Column: A brief history of Anoka’s Caribou Coffee corner

Ground was broken May 9 at the northwest corner of Main and Ferry streets in Anoka for Caribou Coffee.

Bob Kirchner

Bob Kirchner

This is a history packed corner.

At settlement, in the early 1850s, this small block contained mostly two-story wood frame homes. Over the decades, through several generations of redevelopment, it has emerged as a commercial block responding to changing economics.

So what was on this corner over the years?

The first lot, on the immediate northwest corner, was originally occupied by a two-story structure used for a variety of commercial uses. In 1899 the main floor was a barber shop and the owner, Mrs. Robert Mahany, lived upstairs. That year she donated this property to the First Baptist Church.

In 1900 the Baptists demolished this building and constructed a new church seating 500. It was an architecturally impressive edifice with a 75-foot high steeple. In 1964 the church relocated to Park Street and Shell Oil bought the corner.

In 1965 the old church building was demolished and a service station constructed. It operated under the names of Boyds (1965-70), Hanks (1971-73) and Anoka Shell (1974-78). During 1972-78 a car wash was part of this business.

Then, after a two-year vacancy, the car wash was removed and the building converted to a Western Station Store which operated until the mid 1980s. A Conoco Station followed.

In 1996 this building was remodeled again for Blimpie Subs and Bridgeman’s Ice Cream.

But in 2002 this property was acquired by the Minnesota Department of Transportation, the building demolished and the intersection expanded. Later, the city purchased the remaining lot from MnDOT.

Today, most of this original corner lot is the right-turn lane of the intersection. Only a small remnant is part of the Caribou Coffee site.

On the second lot to the west stood a two-story wood frame building constructed in 1854 by Edward P. Shaw. Here he operated the first general store in Anoka County. Later it became known as the Shuler Building. It was the location of many other firsts, including the site of the first Union Civil War volunteer in the nation, but that is another story.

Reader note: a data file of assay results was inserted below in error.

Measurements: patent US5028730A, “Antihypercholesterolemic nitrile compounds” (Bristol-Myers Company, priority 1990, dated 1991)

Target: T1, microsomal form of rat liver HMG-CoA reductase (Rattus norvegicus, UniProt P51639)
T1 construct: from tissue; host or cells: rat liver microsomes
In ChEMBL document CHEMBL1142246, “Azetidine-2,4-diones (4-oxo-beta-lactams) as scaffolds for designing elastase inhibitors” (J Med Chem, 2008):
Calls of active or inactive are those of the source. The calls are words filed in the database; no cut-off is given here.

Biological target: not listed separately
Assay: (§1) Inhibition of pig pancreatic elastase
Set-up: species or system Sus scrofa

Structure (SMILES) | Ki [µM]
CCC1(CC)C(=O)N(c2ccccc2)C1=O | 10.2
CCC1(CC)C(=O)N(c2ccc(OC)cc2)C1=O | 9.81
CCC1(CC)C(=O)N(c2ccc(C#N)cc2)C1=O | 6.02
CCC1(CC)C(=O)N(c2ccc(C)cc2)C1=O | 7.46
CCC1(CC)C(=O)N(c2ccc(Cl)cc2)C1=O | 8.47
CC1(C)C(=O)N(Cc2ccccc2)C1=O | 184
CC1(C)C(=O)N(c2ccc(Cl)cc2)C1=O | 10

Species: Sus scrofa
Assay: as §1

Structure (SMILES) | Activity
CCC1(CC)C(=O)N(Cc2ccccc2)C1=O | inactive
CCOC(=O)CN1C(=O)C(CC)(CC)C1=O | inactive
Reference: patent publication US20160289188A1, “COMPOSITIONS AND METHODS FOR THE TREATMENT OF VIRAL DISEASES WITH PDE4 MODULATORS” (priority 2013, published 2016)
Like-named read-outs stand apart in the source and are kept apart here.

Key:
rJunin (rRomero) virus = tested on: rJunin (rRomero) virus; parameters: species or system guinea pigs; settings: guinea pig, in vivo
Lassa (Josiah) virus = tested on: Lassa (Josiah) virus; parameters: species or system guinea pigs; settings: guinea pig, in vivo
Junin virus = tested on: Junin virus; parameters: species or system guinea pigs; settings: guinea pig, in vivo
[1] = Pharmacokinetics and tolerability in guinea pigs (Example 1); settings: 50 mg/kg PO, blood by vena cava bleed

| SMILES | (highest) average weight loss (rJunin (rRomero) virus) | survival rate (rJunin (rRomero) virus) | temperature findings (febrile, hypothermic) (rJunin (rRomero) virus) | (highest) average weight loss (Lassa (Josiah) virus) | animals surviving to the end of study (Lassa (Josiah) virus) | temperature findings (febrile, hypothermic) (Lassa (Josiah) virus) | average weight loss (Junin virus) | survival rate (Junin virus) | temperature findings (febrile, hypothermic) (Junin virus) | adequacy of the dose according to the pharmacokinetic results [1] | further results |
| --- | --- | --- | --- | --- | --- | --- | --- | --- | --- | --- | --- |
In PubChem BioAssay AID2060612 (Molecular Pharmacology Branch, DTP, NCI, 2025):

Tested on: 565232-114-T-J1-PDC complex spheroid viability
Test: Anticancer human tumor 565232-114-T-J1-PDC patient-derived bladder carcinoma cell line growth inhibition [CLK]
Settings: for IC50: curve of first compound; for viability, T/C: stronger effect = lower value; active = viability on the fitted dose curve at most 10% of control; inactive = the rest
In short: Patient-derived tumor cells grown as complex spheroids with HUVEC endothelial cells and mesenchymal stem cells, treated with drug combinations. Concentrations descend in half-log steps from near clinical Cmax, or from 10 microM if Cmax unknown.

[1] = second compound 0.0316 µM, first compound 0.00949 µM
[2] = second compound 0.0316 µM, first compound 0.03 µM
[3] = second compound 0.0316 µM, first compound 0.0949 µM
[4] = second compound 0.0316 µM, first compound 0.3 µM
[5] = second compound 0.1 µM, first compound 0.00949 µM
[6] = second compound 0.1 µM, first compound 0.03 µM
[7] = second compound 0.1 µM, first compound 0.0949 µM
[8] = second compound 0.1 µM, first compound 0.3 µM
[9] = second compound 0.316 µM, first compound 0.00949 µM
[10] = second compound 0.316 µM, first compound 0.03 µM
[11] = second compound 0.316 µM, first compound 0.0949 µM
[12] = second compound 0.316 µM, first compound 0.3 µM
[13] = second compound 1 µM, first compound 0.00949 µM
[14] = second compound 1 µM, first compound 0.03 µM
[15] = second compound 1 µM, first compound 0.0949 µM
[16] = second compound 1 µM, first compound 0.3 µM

In 1910 it was purchased by the adjacent Baptist Church and demolished. In 1924 the church constructed a 600-seat tabernacle here, but it was gone by 1942. In 1966 this lot also became part of the service station mentioned above and is now part of the Caribou Coffee site.

The third lot westerly was first occupied by the infamous and short-lived Empire Saloon. Here, in May 1858, the Dark Lantern Purifying Committee, at night and in disguise, entered the establishment, restrained the proprietor, smashed the containers and poured the liquor on the ground. On May 11, 1859 the saloon burned down under suspicious circumstances.

This lot remained vacant for many years. In 1941 Oswald’s Coffee Shop was constructed. Then, in 1966, the coffee shop was demolished. This land also became part of the adjacent Shell Station.

On the fourth lot was a house until 1926 when Fred Neuman opened an auto service garage which later became a Chrysler auto business. In 1955 Tom Ward acquired this business and continued until 1968. Later he sold the property for redevelopment.

In 1973 a Burger King restaurant was constructed here on a ground lease. It operated until 2002. Then the building remained vacant for six years while Burger King paid the lease but did not operate the restaurant.

In 2007 another developer acquired the property and obtained approval for a redevelopment plan. But it did not go forward. Under pressure from the city, the building was finally demolished in 2008.

Fortunately, US Bank acquired the property and constructed its new bank which opened in 2012.

So the Empire Saloon and Shuler Building are ancient history, the stately church and coffee shop a pleasant memory and the service station a forgotten convenience.

You see, the Caribou Coffee Shop will rest on these historic grounds and coffee will once again be poured for people here.

And soon you will be able to drive through, collect your cash and coffee and cruise on. Or you can take a seat in Caribou and contemplate all this cool history. More about that next time.

Bob Kirchner is a local historian, seminary student and city of Anoka’s part-time community development director.

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